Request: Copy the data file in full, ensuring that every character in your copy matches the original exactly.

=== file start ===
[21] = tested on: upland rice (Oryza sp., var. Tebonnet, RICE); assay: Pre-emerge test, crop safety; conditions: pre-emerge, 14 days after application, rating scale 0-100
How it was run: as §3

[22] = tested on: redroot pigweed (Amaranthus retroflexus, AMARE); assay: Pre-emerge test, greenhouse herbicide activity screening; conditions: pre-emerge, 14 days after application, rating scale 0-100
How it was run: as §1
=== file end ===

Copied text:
[21] = tested on: upland rice (Oryza sp., var. Tebonnet, RICE); assay: Pre-emerge test, crop safety; conditions: pre-emerge, 14 days after application, rating scale 0-100
How it was run: as §3

[22] = tested on: redroot pigweed (Amaranthus retroflexus, AMARE); assay: Pre-emerge test, greenhouse herbicide activity screening; conditions: pre-emerge, 14 days after application, rating scale 0-100
How it was run: as §1